Paul Clammer in Nigeria travel blog


I'm in Kano, northern Nigeria's biggest city, seat of another ancient emirate and a major jumping off point for the old trade routes into the Sahara. It's very hot and very dusty, with the Harmattan winds bringing sand in from the desert and turning the sky a dull brown.

Research during Ramadan is proving an exhausting experience. With the mercury nudging forty degrees, your natural inclination is to continually stop to take in fluids, but across much of the city, cafes are closed during daylight hours, and, besides, to drink publicly while the population waits patiently for the sun to drop would be grossly rude.

Instead, I've been relying on short trips darting out to hit a few hotels on the back of a motorbike taxi, and then back to where I'm staying, or over to Sabon Gari. This is a Hausa term meaning "Foreigner's Quarter", describing the area where the non-Muslim population live - Nigerians from the south. Here you can eat, drink and even buy a cold beer if the fancy strikes you, and no one bats an eyelid.

The beer issue is an important one throughout the north, and not just because sinking a cold one is a nice way to wrap up the day. In the last few years, northern Nigeria has been experimenting with the introduction of Sharia - traditional Koranic law. This has opened up serious political fault lines in the country, and riots between Christians and Muslims have been depressingly commonplace in some areas (most famously a couple of years ago when the Miss World competition was to be held in Nigeria, resulting in the deaths of several thousand in communal disturbances).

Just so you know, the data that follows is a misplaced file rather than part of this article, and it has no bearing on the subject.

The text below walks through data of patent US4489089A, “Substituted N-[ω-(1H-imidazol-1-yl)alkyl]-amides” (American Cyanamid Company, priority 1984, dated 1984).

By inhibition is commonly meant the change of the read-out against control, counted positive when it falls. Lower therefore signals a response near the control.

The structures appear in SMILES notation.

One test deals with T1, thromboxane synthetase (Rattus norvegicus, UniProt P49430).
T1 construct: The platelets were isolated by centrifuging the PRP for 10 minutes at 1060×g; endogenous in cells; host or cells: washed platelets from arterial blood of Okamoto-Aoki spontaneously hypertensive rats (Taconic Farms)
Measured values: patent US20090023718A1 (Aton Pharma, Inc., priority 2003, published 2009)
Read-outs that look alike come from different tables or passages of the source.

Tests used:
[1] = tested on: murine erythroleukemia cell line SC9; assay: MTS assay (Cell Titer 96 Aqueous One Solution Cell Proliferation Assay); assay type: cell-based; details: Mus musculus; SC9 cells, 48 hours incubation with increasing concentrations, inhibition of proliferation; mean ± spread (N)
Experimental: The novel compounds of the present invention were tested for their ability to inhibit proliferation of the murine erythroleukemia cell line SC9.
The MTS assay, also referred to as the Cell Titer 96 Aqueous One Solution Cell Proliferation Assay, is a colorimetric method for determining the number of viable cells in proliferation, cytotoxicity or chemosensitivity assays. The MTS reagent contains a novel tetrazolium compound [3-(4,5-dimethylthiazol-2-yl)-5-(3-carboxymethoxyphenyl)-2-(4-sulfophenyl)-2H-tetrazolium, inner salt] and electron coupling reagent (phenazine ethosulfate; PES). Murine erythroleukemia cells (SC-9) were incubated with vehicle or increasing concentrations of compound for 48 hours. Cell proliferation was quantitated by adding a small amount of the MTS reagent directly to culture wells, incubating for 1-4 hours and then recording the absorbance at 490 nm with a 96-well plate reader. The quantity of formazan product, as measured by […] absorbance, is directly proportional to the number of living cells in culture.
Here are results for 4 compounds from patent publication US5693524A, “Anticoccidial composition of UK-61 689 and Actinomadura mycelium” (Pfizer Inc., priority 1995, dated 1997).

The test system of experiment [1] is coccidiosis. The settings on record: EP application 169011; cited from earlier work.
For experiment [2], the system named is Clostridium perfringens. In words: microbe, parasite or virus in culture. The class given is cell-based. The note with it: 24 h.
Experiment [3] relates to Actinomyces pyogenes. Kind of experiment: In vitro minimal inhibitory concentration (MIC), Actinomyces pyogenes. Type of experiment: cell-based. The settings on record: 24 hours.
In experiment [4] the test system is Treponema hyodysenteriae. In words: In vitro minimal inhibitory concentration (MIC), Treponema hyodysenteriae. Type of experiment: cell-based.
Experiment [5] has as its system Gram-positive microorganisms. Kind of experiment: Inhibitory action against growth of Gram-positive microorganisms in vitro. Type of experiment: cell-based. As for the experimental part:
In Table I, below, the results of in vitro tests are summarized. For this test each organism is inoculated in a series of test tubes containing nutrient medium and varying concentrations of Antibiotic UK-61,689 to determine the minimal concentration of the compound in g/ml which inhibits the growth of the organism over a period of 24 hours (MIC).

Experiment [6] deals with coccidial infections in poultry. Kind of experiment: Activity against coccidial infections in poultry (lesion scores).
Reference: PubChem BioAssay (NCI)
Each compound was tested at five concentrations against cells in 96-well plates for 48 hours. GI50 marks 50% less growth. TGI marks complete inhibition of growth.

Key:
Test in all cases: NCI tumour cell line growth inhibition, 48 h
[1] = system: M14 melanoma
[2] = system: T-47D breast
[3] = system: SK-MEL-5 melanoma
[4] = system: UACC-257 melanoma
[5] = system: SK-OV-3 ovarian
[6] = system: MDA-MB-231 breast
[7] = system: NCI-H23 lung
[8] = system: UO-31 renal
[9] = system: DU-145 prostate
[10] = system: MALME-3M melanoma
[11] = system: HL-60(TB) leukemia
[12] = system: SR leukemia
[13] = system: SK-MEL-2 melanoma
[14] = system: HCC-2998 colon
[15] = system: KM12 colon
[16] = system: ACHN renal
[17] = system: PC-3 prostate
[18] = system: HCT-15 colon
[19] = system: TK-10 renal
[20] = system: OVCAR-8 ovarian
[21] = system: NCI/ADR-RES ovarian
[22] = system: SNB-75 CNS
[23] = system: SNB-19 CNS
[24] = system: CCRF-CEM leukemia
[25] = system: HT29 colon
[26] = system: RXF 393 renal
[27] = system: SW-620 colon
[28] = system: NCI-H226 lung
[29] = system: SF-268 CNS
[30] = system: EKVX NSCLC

Away from the politics, life in the Kano's old city seems to be continuing as it has for hundreds of years, bar the introduction of traffic pollution. I took a tour of the traditional dye pits, where huge bolts of cloth are dyed deep indigo - the same cloth worn by the nomadic Tuareg people across the Sahara. No one knows how long this trade has been going on - the pits I visited had been on the same site for over 500 years, but the practice is undoubtedly more ancient than that.

After the bustle of modern Nigeria, it is exciting to be somewhere that ties into older ways of doing things. From Kano, camel caravans used to head north into what is now Niger, and to the Mediterranean, or east across Sudan to Cairo or the Red Sea. The souqs of Marrakech and Fes in Morocco, to the west, were directly linked to Kano before the modern obsession with visas and passports.

This is my penultimate entry in this journal. In the next few days I'll be heading on to the border to cross back into Cameroon. It'll be sad to leave Nigeria, which has never failed to surprise, but there's still some way on the road before this research trip is complete.

For now, I'm heading off to find a much-needed cold drink.

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